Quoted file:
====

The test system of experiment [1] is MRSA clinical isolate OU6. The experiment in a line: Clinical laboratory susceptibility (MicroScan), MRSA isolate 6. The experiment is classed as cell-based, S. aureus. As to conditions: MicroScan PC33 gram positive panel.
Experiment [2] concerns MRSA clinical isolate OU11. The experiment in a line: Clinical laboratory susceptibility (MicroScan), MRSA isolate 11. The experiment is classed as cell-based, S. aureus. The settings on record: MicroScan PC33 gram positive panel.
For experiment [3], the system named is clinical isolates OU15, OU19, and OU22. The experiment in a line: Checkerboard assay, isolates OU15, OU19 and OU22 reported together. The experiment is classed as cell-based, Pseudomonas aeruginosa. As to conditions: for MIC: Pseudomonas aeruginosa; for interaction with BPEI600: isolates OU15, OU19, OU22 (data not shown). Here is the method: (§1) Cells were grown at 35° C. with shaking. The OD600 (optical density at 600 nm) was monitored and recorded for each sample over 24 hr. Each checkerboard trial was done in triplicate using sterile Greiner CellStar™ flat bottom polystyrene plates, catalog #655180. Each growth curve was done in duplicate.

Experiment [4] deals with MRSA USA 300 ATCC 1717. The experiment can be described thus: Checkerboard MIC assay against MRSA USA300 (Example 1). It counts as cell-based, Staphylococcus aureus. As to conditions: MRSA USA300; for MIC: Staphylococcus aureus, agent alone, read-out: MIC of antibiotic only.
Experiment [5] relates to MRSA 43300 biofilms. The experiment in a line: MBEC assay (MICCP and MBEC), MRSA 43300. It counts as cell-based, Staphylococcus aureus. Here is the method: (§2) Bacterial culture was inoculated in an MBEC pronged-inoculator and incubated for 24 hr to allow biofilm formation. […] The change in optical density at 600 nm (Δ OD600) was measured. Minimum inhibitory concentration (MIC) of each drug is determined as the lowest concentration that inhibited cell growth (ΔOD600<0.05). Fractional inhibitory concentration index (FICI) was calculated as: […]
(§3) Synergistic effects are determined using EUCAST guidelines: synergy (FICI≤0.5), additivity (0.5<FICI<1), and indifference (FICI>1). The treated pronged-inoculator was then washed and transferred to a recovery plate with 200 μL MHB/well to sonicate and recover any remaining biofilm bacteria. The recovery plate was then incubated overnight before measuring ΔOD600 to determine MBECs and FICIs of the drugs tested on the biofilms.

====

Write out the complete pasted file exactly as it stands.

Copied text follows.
The test system of experiment [1] is MRSA clinical isolate OU6. The experiment in a line: Clinical laboratory susceptibility (MicroScan), MRSA isolate 6. The experiment is classed as cell-based, S. aureus. As to conditions: MicroScan PC33 gram positive panel.
Experiment [2] concerns MRSA clinical isolate OU11. The experiment in a line: Clinical laboratory susceptibility (MicroScan), MRSA isolate 11. The experiment is classed as cell-based, S. aureus. The settings on record: MicroScan PC33 gram positive panel.
For experiment [3], the system named is clinical isolates OU15, OU19, and OU22. The experiment in a line: Checkerboard assay, isolates OU15, OU19 and OU22 reported together. The experiment is classed as cell-based, Pseudomonas aeruginosa. As to conditions: for MIC: Pseudomonas aeruginosa; for interaction with BPEI600: isolates OU15, OU19, OU22 (data not shown). Here is the method: (§1) Cells were grown at 35° C. with shaking. The OD600 (optical density at 600 nm) was monitored and recorded for each sample over 24 hr. Each checkerboard trial was done in triplicate using sterile Greiner CellStar™ flat bottom polystyrene plates, catalog #655180. Each growth curve was done in duplicate.

Experiment [4] deals with MRSA USA 300 ATCC 1717. The experiment can be described thus: Checkerboard MIC assay against MRSA USA300 (Example 1). It counts as cell-based, Staphylococcus aureus. As to conditions: MRSA USA300; for MIC: Staphylococcus aureus, agent alone, read-out: MIC of antibiotic only.
Experiment [5] relates to MRSA 43300 biofilms. The experiment in a line: MBEC assay (MICCP and MBEC), MRSA 43300. It counts as cell-based, Staphylococcus aureus. Here is the method: (§2) Bacterial culture was inoculated in an MBEC pronged-inoculator and incubated for 24 hr to allow biofilm formation. […] The change in optical density at 600 nm (Δ OD600) was measured. Minimum inhibitory concentration (MIC) of each drug is determined as the lowest concentration that inhibited cell growth (ΔOD600<0.05). Fractional inhibitory concentration index (FICI) was calculated as: […]
(§3) Synergistic effects are determined using EUCAST guidelines: synergy (FICI≤0.5), additivity (0.5<FICI<1), and indifference (FICI>1). The treated pronged-inoculator was then washed and transferred to a recovery plate with 200 μL MHB/well to sonicate and recover any remaining biofilm bacteria. The recovery plate was then incubated overnight before measuring ΔOD600 to determine MBECs and FICIs of the drugs tested on the biofilms.